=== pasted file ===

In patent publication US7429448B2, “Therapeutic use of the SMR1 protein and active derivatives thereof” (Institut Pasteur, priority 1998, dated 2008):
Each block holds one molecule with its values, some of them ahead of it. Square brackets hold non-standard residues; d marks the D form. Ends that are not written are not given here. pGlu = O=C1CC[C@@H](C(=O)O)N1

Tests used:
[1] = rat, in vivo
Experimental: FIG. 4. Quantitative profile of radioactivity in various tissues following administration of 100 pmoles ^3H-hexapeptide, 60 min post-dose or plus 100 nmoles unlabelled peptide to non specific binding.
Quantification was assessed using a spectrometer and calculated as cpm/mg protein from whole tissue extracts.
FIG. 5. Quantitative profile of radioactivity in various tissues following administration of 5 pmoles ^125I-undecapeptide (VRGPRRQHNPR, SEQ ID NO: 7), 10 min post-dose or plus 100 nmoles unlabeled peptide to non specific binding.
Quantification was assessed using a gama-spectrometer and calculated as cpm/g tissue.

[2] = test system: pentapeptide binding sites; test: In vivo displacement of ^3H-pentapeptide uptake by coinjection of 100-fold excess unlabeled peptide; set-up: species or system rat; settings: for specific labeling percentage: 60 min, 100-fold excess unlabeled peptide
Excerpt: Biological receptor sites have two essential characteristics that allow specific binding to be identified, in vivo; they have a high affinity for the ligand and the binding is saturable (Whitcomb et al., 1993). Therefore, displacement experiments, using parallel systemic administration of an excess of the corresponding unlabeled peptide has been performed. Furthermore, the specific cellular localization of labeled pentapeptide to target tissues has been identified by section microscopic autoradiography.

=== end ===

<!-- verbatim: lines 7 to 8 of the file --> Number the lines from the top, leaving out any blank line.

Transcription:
FIG. 5. Quantitative profile of radioactivity in various tissues following administration of 5 pmoles ^125I-undecapeptide (VRGPRRQHNPR, SEQ ID NO: 7), 10 min post-dose or plus 100 nmoles unlabeled peptide to non specific binding.
Quantification was assessed using a gama-spectrometer and calculated as cpm/g tissue.